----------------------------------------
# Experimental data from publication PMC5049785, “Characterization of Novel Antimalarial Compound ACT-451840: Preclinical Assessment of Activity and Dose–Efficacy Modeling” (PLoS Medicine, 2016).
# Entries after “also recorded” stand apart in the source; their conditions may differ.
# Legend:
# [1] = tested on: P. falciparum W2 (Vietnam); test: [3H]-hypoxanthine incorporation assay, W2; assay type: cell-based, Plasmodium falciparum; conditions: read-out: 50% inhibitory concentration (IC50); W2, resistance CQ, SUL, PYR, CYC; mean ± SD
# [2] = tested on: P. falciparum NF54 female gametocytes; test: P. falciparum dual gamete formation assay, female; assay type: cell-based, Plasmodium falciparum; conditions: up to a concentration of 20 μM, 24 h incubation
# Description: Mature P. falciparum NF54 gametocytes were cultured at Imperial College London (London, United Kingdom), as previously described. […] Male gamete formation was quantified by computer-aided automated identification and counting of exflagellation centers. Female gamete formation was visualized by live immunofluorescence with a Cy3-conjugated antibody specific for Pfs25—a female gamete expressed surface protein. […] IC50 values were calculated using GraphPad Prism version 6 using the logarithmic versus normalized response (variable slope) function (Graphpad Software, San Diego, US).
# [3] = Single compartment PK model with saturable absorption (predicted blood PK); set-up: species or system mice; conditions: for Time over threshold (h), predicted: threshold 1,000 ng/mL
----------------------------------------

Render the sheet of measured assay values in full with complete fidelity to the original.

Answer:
# Experimental data from publication PMC5049785, “Characterization of Novel Antimalarial Compound ACT-451840: Preclinical Assessment of Activity and Dose–Efficacy Modeling” (PLoS Medicine, 2016).
# Entries after “also recorded” stand apart in the source; their conditions may differ.
# Legend:
# [1] = tested on: P. falciparum W2 (Vietnam); test: [3H]-hypoxanthine incorporation assay, W2; assay type: cell-based, Plasmodium falciparum; conditions: read-out: 50% inhibitory concentration (IC50); W2, resistance CQ, SUL, PYR, CYC; mean ± SD
# [2] = tested on: P. falciparum NF54 female gametocytes; test: P. falciparum dual gamete formation assay, female; assay type: cell-based, Plasmodium falciparum; conditions: up to a concentration of 20 μM, 24 h incubation
# Description: Mature P. falciparum NF54 gametocytes were cultured at Imperial College London (London, United Kingdom), as previously described. […] Male gamete formation was quantified by computer-aided automated identification and counting of exflagellation centers. Female gamete formation was visualized by live immunofluorescence with a Cy3-conjugated antibody specific for Pfs25—a female gamete expressed surface protein. […] IC50 values were calculated using GraphPad Prism version 6 using the logarithmic versus normalized response (variable slope) function (Graphpad Software, San Diego, US).
# [3] = Single compartment PK model with saturable absorption (predicted blood PK); set-up: species or system mice; conditions: for Time over threshold (h), predicted: threshold 1,000 ng/mL